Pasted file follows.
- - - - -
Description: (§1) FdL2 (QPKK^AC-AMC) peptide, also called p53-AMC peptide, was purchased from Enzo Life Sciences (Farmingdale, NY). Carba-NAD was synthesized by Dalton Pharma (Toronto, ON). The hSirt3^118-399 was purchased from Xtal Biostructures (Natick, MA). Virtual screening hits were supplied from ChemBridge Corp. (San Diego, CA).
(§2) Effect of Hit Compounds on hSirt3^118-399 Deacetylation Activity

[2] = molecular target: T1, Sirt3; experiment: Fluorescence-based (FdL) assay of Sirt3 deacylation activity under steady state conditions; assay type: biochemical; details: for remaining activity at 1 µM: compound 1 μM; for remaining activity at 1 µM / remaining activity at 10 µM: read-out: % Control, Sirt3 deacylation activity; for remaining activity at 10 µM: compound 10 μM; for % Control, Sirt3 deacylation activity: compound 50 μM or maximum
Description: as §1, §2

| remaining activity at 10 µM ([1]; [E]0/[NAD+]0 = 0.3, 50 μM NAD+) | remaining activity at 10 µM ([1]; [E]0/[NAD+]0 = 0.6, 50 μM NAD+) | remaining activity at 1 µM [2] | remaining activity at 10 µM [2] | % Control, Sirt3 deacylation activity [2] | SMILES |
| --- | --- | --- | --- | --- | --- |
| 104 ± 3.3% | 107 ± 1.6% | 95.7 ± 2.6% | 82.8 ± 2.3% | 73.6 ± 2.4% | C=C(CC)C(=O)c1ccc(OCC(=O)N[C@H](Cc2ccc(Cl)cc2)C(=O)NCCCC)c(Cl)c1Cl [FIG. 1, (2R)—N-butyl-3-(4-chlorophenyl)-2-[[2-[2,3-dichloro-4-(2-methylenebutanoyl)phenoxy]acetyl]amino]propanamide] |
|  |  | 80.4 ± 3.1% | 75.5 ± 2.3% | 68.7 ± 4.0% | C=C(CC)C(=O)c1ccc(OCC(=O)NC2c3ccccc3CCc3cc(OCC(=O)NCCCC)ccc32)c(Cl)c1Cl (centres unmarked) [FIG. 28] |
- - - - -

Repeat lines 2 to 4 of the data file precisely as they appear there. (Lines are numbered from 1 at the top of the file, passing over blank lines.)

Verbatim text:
(§2) Effect of Hit Compounds on hSirt3^118-399 Deacetylation Activity

[2] = molecular target: T1, Sirt3; experiment: Fluorescence-based (FdL) assay of Sirt3 deacylation activity under steady state conditions; assay type: biochemical; details: for remaining activity at 1 µM: compound 1 μM; for remaining activity at 1 µM / remaining activity at 10 µM: read-out: % Control, Sirt3 deacylation activity; for remaining activity at 10 µM: compound 10 μM; for % Control, Sirt3 deacylation activity: compound 50 μM or maximum
Description: as §1, §2